This analysis of how expert evidence is received explains the danger of a drift towards ‘trial by experts’ in public family law cases. This was one issue the Law Commission had concluded was problematic in relation to the criminal justice system where ‘jury deference’ was identified as a contributing factor to miscarriages of justice following flawed expert evidence (Law Commission Consultation Paper No 190 (2009): 9, para. 2.6; Law Commission (Law Com No 325) (March 2011): 170). Given the comments made in Re M & R (Per Butler-Sloss in Re M & R [1996] 4 All ER 239: para. 254B) about the extent to which public family law cases rely on expert evidence this issue alone encapsulates why it is important that flawed public family law decisions are also understood as capable of amounting to miscarriages of justice. In the family courts, parents are not the defendants and are thus unable to rely on a robust criminal appeal process where they are recognised as potential victims of a miscarriage of justice. They face the decision of whether their child is removed from them being made on a welfare criterion which is a broader consideration than whether or not they have carried out the acts or omissions of which they are accused. In addition, they face the decision concerning the child’s best interests being made to a much lower standard of proof than that required in a criminal trial. The use of expert evidence in such cases, including the use of expert evidence to assist with the ultimate issue which the court has to decide (Per Butler-Sloss LJ in Re M & R [1996] 4 All ER 239: para. 254B) in conjunction with the weight placed upon complex medical evidence has made it extremely difficult to see how a parent, once accused, can avoid an almost inevitable conclusion. A further problem is that if the judge in public family law proceedings considers that it is not germane to the proceedings to establish certain facts in order to ascertain what is in the best interests of the child, parents may find themselves unable to call their own experts on matters amounting to accusations against them. Parents may simply be unable to persuade the court it is relevant that they should be given the opportunity to rebut accusations.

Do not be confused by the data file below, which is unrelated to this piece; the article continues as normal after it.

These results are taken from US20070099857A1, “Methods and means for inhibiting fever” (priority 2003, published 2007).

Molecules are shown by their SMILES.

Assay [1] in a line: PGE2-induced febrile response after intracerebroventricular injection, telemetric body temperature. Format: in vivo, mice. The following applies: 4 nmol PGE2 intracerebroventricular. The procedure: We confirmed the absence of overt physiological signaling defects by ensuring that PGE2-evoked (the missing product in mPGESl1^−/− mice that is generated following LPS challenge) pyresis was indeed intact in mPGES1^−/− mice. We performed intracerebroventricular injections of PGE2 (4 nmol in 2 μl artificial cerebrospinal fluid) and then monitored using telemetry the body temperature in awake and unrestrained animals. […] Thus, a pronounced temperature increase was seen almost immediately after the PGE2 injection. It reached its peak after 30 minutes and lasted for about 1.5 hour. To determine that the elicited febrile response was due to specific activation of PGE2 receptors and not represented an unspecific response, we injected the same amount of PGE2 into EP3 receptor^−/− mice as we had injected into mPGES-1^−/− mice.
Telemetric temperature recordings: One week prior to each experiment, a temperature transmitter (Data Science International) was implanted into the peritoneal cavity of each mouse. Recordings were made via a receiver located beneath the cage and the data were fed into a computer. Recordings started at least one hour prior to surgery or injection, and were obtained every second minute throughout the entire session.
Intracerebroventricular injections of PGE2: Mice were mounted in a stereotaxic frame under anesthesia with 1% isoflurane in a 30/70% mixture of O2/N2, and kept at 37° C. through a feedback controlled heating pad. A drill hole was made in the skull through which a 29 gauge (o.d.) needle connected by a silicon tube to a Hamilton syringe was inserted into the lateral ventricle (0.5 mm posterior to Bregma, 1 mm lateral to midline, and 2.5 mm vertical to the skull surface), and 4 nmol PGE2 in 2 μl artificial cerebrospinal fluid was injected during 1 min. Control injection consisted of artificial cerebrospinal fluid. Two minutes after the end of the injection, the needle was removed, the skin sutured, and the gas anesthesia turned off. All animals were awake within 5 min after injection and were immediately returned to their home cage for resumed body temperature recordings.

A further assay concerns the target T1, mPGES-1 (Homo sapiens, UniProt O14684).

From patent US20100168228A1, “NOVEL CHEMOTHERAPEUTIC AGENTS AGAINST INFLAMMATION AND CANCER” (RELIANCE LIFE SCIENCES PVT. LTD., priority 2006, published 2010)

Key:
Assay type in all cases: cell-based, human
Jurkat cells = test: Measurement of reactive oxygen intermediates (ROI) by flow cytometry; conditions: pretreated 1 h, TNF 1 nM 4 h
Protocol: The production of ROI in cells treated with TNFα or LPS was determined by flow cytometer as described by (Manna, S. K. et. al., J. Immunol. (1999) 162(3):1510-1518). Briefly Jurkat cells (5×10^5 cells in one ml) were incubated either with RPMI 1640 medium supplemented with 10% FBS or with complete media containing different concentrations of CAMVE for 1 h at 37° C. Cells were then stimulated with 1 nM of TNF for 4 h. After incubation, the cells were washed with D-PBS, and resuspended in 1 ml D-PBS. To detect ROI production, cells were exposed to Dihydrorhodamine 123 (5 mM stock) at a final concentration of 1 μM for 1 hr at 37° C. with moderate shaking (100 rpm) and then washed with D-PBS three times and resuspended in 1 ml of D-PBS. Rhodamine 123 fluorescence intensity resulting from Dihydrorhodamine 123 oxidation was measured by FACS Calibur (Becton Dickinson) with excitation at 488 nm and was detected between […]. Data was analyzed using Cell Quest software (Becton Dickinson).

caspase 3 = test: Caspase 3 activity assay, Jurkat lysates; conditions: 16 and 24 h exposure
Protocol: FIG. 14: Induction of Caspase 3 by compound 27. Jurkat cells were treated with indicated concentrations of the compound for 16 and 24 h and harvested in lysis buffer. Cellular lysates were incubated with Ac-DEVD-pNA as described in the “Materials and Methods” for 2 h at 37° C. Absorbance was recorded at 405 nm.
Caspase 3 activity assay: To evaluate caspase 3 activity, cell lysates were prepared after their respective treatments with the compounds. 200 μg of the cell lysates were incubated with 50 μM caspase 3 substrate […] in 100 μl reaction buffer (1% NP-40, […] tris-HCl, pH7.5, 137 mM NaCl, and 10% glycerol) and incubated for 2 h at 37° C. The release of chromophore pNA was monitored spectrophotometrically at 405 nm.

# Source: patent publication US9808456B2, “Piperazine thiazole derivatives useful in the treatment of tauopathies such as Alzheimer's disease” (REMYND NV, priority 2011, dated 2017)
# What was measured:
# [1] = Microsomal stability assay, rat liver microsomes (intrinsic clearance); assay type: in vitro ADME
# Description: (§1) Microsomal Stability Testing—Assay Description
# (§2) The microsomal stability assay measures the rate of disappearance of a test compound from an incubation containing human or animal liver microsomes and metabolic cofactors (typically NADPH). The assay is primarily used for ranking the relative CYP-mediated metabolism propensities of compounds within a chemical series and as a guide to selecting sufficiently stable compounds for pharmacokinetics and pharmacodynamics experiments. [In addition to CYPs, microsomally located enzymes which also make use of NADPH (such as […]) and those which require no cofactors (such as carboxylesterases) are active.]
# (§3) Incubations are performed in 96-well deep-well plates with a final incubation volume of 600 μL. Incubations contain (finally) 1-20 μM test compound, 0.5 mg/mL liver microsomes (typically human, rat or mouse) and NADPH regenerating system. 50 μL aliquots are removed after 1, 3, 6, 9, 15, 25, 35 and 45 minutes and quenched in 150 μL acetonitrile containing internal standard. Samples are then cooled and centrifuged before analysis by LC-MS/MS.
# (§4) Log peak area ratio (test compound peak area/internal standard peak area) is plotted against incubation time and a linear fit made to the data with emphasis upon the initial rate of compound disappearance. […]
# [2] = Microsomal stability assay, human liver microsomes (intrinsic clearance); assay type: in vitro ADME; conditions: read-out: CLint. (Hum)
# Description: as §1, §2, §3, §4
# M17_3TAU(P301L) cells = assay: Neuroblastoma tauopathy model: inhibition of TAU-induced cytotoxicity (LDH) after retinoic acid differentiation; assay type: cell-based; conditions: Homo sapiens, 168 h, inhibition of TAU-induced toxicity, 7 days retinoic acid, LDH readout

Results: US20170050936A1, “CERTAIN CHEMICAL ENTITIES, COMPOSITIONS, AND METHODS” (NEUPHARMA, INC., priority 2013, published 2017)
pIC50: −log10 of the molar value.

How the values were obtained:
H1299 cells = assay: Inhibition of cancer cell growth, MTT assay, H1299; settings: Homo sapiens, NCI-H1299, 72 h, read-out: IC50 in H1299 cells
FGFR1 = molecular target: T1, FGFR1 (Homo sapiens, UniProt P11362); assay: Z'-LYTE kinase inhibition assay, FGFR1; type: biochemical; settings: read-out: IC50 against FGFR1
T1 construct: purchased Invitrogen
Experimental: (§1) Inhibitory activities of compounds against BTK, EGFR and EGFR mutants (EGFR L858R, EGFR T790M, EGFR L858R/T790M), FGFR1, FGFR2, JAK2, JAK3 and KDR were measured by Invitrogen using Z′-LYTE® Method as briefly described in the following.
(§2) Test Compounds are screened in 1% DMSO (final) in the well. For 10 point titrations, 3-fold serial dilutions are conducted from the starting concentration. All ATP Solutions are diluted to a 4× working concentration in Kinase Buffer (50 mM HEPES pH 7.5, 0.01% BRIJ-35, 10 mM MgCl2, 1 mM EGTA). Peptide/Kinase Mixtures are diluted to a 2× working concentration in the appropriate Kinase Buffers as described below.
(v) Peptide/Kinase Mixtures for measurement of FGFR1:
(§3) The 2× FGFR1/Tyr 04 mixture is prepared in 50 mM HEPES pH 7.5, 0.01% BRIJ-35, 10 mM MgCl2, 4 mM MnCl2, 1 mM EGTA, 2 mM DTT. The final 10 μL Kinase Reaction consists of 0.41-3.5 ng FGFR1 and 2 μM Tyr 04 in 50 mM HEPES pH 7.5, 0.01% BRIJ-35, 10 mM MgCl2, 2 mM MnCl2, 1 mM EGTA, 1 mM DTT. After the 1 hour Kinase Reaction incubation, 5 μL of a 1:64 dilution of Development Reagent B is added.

Show more

16 Read more

Miscarriages of Justice and Exceptional Procedures in the 'War against Terrorism'. CEPS Special Report, September 2008

Miscarriages of Justice and Exceptional Procedures in the 'War against Terrorism'. CEPS Special Report, September 2008